DEB(LEGAL) - COMPENSATION AND BENEFITS: LEAVES AND ABSENCES
Note: This policy addresses leaves in general. For provisions regarding the Family and Medical Leave Act (FMLA), including family and medical leave for an employee seeking leave because of a relative's military service, see DEBA. For provisions addressing leave for an employee's military service, see DEBB.
Transferability of Leave
An ESC shall accept personal leave accrued by an ESC employee as sick leave under state law by an employee who was formerly employed by the state.
A school or the state shall accept the sick leave accrued by an employee who was formerly employed by a regional education service center not to exceed five days per year for each year of employment.
Education Code 8.007
Disabilities caused or contributed to by pregnancy, childbirth, or related medical conditions, for all job-related purposes, shall be treated the same as disabilities caused or contributed to by other medical conditions, under any health or disability insurance or sick leave plan available in connection with employment. 29 C.F.R. 1604.10(b)
An ESC shall reasonably accommodate an employee's request to be absent from duty in order to participate in religious observances and practices , so long as it does not cause undue hardship on the conduct of ESC business. Such absence shall be without pay unless applicable paid leave is available. 42 U.S.C. 2000e(j), 2000e-2(a); Ansonia Bd. of Educ. v. Philbrook, 479 U.S. 60 (1986); Pinsker v. Joint Dist. No. 28J of Adams and Arapahoe Counties, 735 F.2d 388 (10th Cir.1984)
Compliance with a Subpoena
An ESC may not discharge, discipline, or penalize in any manner an employee because the employee complies with a valid subpoena to appear in a civil, criminal, legislative, or administrative proceeding. Labor Code 52.051(a)
An ESC may not discharge, discipline, reduce the salary of, or otherwise penalize or discriminate against an employee because of the employee's compliance with a summons to appear as a juror. For each regularly scheduled workday on which a nonsalaried employee serves in any phase of jury service, an ESC shall pay the employee the employee's normal daily compensation. An employee's accumulated personal leave may not be reduced because of the employee's service in compliance with a summons to appear as a juror. Education Code 22.006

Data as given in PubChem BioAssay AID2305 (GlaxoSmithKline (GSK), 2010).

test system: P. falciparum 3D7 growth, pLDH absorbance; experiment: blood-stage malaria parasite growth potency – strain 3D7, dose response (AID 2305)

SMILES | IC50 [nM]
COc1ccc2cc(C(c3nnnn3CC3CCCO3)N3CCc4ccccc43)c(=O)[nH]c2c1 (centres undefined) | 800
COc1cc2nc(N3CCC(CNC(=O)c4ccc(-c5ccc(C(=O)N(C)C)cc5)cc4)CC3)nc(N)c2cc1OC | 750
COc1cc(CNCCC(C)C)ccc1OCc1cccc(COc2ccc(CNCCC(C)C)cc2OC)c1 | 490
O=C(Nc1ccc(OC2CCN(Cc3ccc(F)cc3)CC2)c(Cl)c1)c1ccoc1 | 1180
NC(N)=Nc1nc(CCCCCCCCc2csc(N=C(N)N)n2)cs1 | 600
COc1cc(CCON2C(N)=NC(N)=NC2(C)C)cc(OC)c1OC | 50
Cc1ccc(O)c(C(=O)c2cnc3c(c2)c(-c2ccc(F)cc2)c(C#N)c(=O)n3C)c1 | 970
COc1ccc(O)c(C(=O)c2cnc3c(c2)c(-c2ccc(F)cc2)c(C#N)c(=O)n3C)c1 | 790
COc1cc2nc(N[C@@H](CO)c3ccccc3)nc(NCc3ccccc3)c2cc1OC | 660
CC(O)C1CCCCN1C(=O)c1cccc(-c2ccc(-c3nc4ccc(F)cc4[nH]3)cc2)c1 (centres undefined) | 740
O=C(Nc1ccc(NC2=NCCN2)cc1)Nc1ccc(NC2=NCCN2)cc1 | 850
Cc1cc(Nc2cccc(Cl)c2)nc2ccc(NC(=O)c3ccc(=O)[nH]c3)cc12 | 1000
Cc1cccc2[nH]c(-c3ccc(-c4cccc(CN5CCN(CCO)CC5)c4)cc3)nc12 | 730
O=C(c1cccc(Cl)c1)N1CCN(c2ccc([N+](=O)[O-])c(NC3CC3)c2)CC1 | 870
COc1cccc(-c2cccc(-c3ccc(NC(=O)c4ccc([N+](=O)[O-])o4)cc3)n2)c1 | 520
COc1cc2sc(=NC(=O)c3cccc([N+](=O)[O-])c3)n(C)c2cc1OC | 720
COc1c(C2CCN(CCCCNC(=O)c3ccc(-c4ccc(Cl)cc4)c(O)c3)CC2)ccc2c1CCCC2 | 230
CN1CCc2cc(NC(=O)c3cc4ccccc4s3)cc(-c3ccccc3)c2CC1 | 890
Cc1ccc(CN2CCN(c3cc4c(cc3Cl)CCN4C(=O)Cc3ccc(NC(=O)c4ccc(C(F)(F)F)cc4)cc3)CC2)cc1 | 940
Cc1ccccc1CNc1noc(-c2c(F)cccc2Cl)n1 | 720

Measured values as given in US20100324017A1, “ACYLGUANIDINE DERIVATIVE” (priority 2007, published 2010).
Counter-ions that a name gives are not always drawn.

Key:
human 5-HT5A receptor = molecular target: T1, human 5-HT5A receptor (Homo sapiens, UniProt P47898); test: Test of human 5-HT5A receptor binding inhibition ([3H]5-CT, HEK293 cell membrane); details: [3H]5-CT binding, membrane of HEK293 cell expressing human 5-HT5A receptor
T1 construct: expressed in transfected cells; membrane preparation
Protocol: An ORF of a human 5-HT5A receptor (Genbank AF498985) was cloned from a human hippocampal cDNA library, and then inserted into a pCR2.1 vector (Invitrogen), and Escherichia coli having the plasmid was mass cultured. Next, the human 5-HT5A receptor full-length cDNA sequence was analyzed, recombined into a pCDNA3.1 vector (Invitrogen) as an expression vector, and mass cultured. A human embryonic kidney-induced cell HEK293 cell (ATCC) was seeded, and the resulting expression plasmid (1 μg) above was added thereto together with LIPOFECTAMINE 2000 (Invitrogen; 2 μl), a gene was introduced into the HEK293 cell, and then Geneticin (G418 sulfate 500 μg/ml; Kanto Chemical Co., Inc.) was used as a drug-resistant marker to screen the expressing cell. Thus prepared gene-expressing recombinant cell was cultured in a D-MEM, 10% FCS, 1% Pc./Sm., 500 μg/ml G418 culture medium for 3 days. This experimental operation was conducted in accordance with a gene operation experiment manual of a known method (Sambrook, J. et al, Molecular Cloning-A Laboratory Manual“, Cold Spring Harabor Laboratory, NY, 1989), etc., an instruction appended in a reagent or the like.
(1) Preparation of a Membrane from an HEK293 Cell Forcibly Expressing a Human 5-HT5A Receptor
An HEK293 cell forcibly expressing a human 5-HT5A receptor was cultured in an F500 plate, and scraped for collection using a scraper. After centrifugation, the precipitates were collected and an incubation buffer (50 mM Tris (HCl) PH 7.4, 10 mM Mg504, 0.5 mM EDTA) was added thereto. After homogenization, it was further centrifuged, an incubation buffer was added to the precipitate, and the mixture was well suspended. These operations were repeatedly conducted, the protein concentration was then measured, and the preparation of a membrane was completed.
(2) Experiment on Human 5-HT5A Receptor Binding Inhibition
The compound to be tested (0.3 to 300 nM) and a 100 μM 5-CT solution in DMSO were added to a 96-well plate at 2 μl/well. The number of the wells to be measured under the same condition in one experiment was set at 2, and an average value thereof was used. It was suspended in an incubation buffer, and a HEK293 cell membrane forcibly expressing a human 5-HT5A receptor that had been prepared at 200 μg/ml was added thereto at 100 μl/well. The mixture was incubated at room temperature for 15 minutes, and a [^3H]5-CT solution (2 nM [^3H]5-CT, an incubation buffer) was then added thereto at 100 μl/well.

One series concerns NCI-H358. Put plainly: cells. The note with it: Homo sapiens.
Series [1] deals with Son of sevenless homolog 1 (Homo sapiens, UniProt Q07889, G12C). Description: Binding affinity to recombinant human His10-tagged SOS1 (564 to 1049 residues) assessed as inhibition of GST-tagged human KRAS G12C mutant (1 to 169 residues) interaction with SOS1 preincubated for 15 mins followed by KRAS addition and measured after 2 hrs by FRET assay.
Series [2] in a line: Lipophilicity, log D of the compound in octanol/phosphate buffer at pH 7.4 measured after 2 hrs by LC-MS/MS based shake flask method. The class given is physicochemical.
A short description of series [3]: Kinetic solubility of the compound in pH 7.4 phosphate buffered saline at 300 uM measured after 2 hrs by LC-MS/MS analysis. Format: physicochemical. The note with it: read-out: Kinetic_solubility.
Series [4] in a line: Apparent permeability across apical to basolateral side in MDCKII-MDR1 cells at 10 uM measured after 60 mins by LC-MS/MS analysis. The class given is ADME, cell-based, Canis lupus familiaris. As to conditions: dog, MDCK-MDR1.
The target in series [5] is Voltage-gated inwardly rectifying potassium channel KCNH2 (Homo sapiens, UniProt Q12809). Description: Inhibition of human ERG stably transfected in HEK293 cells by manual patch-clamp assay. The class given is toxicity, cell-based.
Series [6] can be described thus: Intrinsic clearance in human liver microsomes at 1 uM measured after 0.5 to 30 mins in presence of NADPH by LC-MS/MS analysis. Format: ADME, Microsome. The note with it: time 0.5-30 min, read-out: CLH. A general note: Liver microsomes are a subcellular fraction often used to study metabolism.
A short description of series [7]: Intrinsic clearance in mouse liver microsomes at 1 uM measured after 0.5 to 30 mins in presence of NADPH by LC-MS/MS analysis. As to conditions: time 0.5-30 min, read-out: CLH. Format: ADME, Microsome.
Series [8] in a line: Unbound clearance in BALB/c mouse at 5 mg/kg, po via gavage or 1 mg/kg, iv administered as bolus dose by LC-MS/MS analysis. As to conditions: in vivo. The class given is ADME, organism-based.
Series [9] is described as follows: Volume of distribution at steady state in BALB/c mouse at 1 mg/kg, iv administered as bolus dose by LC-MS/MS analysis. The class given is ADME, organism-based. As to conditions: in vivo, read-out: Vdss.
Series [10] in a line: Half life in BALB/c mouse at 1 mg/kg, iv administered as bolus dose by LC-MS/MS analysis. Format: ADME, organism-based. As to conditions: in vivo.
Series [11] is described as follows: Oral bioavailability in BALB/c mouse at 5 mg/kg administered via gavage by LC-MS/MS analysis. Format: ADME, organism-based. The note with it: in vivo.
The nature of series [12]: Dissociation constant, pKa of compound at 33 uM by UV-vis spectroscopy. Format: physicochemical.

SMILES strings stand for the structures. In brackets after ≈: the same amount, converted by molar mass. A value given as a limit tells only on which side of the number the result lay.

Use During Military Leave
An employee with available personal leave is entitled to use the leave for compensation during a term of active military service. "Personal leave" includes personal or sick leave available under former law or provided by local policy. [See DEBB(LEGAL)] Education Code 22.003(d), (e)
Developmental Leaves of Absence
*The board may grant a developmental leave of absence for study, research travel, or other suitable purpose to an employee working in a position requiring a permanent teaching certificate who has served in an ESC at least five consecutive school years.
A developmental leave of absence may be granted for one school year at one-half salary or for one-half of a school year at full salary paid to the employee in the same manner, on the same schedule, and with the same deductions as if the employee were on full-time duty.
An employee on developmental leave shall continue to be a member of the Teacher Retirement System of Texas and shall be an employee of an ESC for purposes of participating in programs, holding memberships, and receiving benefits afforded by employment in an ESC.
Education Code 21.452
Leave for Sick Foster Child
An employer commits an unlawful employment practice under Labor Code, Chapter 21 if:
- The employer administers a leave policy under which an employee is entitled to personal leave to care for or otherwise assist the employee's sick child; and
- The leave policy does not treat in the same manner as an employee's biological or adopted minor child any foster child of the employee who:
- Resides in the same household as the employee; and
- Is under the conservatorship of the Texas Department of Family and Protective Services.
Labor Code 21.0595
Uniform enforcement of a reasonable absence-control rule is not retaliatory discharge. For example, an ESC that terminates an employee for violating a reasonable absence-control provision cannot be liable for retaliatory discharge as long as the rule is uniformly enforced. Howell v. Standard Motor Prods., Inc., 2001 U.S. Dist LEXIS 12332 (N. D. Tex. 2001) (Family and Medical Leave Act case); Specialty Retailers v. DeMoranville, 933 S.W.2d 490 (Tex. 1996) (age discrimination case); Gonzalez v. El Paso Natural Gas Co., 40 F.E.P. Cases (BNA) 353 (Tex. App.—El Paso 1986, no pet.) (sex discrimination case)
[Some employees may have protected status even after the expiration of all other leave. See DAA]